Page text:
What are oxycodone withdrawal symptoms?

Oxycodone withdrawal symptoms include increased heart rate, increased breath rate, loss of appetite, nausea and gastrointestinal symptoms. More on what to expect during the course of oxyocodone withdrawal here.

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Whether you need to get off oxycodone for medical reasons, or are treating oxycodone addiction…if you’re looking for details about oxycodone withdrawal symptoms, you’re in the right place. Here, we review side effects of oxycodone withdrawal, duration of symptoms, and their treatment. Then, we invite you to ask us questions about withdrawal from oxycodone or help with oxycodone addiction at the end.

Why do oxycodone withdrawal symptoms occur?

Drug withdrawal symptoms occur any time you take a habit forming medication and develop physical dependence on the drug. Often prescribed for pain relief, oxycodone is a very strong medication. Over the course of regular daily dosing, the central nervous system becomes dependent on oxycodone. The brain and nervous system adapt to the presence of oxycodone and its metabolites in the system and send signals to the body to accommodate for the additional chemical. And when you significantly lower oxycodone doses or stop taking oxycodone completely, the body responds with “rebound” symptoms, also known as withdrawal.

What are symptoms of oxycodone withdrawal?

Once an oxycodone user lowers the dosage by more than 1/2 at a time or stops taking oxycodone altogether, the body starts manifesting withdrawal symptoms. Symptoms of oxycodone withdrawal include (but are not limited to):

  • anxiety
  • chills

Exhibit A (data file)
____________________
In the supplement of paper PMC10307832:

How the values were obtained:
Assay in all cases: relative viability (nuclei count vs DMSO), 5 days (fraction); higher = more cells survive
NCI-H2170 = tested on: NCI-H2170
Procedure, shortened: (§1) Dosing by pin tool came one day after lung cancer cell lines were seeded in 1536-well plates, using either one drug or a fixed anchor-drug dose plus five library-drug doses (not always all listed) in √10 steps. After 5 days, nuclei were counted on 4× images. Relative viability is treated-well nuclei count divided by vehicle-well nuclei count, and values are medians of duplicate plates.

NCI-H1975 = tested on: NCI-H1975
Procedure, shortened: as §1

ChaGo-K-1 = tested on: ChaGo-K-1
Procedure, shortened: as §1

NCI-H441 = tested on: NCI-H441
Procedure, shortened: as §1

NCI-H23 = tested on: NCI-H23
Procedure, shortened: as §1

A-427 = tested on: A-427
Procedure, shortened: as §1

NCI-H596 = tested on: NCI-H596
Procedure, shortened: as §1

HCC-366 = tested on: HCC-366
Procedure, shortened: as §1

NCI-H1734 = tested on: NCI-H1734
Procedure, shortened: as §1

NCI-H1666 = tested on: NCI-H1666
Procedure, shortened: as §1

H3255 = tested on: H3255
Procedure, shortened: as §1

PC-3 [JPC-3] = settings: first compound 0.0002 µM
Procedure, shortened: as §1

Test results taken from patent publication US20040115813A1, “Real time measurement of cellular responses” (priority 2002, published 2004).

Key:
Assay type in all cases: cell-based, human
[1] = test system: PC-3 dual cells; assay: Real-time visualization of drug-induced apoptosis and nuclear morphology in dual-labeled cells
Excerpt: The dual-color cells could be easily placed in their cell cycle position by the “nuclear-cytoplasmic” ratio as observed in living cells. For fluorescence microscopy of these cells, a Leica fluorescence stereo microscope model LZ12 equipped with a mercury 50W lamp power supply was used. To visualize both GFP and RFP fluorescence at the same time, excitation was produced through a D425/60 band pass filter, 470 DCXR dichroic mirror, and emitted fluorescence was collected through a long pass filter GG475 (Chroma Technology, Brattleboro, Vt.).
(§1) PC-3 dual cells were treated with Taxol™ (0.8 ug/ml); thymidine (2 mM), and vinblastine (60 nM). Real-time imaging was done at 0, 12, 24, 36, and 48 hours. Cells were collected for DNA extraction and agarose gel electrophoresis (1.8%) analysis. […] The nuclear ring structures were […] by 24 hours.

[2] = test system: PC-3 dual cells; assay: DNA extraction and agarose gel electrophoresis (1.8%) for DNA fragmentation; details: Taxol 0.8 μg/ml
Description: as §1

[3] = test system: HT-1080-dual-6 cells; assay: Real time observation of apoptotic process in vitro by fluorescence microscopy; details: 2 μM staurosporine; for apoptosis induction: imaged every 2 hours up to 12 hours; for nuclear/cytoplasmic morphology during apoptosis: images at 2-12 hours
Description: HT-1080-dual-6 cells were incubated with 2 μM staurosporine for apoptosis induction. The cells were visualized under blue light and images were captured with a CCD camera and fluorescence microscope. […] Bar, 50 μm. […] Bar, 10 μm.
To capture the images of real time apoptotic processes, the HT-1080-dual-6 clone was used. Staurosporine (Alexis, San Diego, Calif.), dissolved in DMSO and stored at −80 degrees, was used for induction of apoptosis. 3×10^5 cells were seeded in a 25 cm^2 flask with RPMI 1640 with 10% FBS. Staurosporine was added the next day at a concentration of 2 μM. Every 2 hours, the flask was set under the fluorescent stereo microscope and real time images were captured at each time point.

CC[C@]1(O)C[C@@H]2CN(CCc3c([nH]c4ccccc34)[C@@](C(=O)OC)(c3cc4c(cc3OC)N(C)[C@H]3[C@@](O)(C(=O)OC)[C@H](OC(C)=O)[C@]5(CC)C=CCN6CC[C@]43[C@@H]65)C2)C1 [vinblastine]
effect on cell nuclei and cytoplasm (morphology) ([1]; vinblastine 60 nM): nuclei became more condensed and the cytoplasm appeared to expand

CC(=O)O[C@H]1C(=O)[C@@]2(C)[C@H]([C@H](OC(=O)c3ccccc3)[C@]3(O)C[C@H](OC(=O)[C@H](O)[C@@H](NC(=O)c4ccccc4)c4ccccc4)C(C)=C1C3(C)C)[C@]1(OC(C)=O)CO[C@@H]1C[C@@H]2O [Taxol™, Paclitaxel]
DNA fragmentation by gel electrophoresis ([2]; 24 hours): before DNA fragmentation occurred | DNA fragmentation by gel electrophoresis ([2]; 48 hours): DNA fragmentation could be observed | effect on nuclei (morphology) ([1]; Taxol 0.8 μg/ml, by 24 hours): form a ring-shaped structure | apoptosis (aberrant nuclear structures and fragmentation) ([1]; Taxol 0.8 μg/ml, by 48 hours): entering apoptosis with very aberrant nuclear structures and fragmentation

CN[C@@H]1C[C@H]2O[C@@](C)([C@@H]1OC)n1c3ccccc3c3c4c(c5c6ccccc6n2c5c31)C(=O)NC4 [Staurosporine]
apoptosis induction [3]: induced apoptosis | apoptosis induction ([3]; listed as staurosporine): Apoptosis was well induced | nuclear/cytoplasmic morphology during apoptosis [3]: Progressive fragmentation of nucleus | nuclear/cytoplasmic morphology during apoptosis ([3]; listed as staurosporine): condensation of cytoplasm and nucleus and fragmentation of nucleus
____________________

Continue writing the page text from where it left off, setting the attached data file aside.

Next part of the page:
• cramps
  • depression
  • diarrhea
  • difficulty falling asleep or staying asleep
  • fast breathing
  • fast heartbeat
  • irritability
  • loss of appetite
  • muscle or joint aches or pain
  • nausea
  • restlessness
  • runny nose
  • sneezing
  • sweating
  • vomiting
  • watery eyes
  • weakness
  • yawning

Oxycodone withdrawal symptoms: How long?

Withdrawal symptoms usually begin 4- 6 hours after the last use of the drug. In general, oxycodone withdrawal peaks 72 hours after cessation of use and resolves in 7-10 days. However, oxycodone withdrawal symptoms may last from couple of hours to several days. It all depends on the doses administered, the period of time the medication was consumed and whether doctor’s advice was followed, or not. Some people for example, who had only used the drug therapeutically may not even realize that they are experiencing withdrawal symptoms. Many report thinking that they just have the flu.

Oxycodone withdrawal symptoms treatment

The first step in treating oxycodone withdrawal symptoms is to seek medical help. Doctors can help you set up a tapering plan, when possible, so that you can reduce the severity of withdrawal symptoms. Although tapering may not be for everyone (especially in cases when addiction is present), slowly reducing oxycodone doses over time can prevent intense symptoms of withdrawal.

Further, withdrawal does not need to be painful or exhausting. Instead, medications can mitigate symptoms of withdrawal as they occur. Medicines can also address drug cravgings, as well as sleep or mood disorders.

Finally, you can address symptoms of oxycodone withdrawal using over-the-counter medicines or aids such as Imodium AD, heating pads, muscle ache creams, non-steroidal anti-inflammatory drugs NSAIDs such as paracetemol, acetaminphen, or ibuprofen to treat specific symptoms. Warms baths or long showers have also been used to treat body ache. Massage and central nervous system calming teas such as chamomile or rosemary may also help.

Oxycodone withdrawal questions

Still want to know about oxycodone withdrawal and its treatment? Please post your question(s) in the comments section below and we will answer try to answer you personally… as soon as possible.

Reference Sources: Food and Drugs Administration: Drugs Class Information
Medline Plus: Oxycodone
PubChem/Oxycodone Compete Summary
About the author
Lee Weber is a published author, medical writer, and woman in long-term recovery from addiction. Her latest book, The Definitive Guide to Addiction Interventions is set to reach university bookstores in early 2019.
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